Fire and floods are posing a threat throughout Colorado

By David O. Williams
Real AspenJune 4, 2011
The combination of an enormous mountain snowpack that’s just starting to melt and suddenly hot, summer-like temperatures and high winds has first responders across Colorado nervously eyeing both swollen waterways and tinder-dry forests and grasslands.

Gov. John Hickenlooper Thursday issued an emergency disaster declaration for the Bear and Purgatoire fires, which have each burned more than 6,000 acres in Las Animas County near the New Mexico border. Another small fire flared up in Colorado’s high country Thursday, singeing several acres near a logging operation in Keystone Gulch.

The June wildfires after an early fire season in March are signs that the above-average precipitation that finally dampened Colorado’s drought-plagued Front Range this spring and continued to increase the record snowpack in the mountains could quickly give way to another intense period of wildfires if hot temperatures and high winds persist.

“You look out there and say, ‘Gosh, how could it burn; it just snowed like a week ago?’” said Vail Fire Chief Mark Miller. “But in essence this does create this false sense of security, and if we had a week of really high temperatures and high winds, we’d be right back into a red flag warning on a continuous basis.”

Water Under The Bench: Brush Creek has been spilling under this Snowmass bench for over a week.
Troy Hooper

Miller has a four-man crew fanning out this week to continue a five-year project to thin a few hundred feet of “defensible space” around the town – just to give firefighting crews a place to battle any blaze that gets going in the beetle-kill forests surrounding Vail.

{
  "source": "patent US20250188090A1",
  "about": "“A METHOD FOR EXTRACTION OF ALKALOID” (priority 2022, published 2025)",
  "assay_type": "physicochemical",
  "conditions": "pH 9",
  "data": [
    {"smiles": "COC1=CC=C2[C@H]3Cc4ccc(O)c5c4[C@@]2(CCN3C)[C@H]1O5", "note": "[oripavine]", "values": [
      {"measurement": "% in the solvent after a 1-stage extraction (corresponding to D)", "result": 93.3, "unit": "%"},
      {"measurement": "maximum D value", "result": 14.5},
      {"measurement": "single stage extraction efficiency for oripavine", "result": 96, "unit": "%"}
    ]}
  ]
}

Meanwhile, the snowpack in the Colorado River Basin and many other drainages around the state stands at more than 200 percent of the annual average for this time of year, prompting state officials to sound a collective cautionary alarm on Thursday.

Colorado Water Conservation Board (CWCB) and Colorado Division of Wildlife officials are warning anglers, boaters, property owners and anyone else who will listen to exercise extreme caution as the temperatures rise and all that snow starts to melt.

“This weekend we expect the highest water so far this year,” said Kevin Houck, a Colorado Water Conservation Board flood engineer. “There may be a cooler period next week, but then it’s very likely the water will go back up and we may see a second peak that’s higher than the first.”

According to the CWCB, the watersheds causing the greatest concern on the Western Slope are the Yampa River, Elk River, Colorado River, and the North Platte River. Flood advisories have been posted for Mesa, Moffat, Routt, Grand and Jackson Counties, with more expected. Lake County is also on a watch list.

Brush Creek
Troy Hooper

East of the Continental Divide on Colorado’s Front Range, the biggest areas of concern are the Cache La Poudre River, the Big Thompson River and Clear Creek.

“I’ve seen guys wading into shallow water step right off the bank of the stream not knowing it was there and be totally submerged,” said CDOW Area Wildlife Manager Jim Haskins of Steamboat Springs. “In a year like this, it pays to be extra, extra careful.”

Closer to home, officials in Pitkin County are urging residents to keep a watchful eye on water levels and to visit the "Be Flood Safe" link on the Aspen and Pitkin County website.


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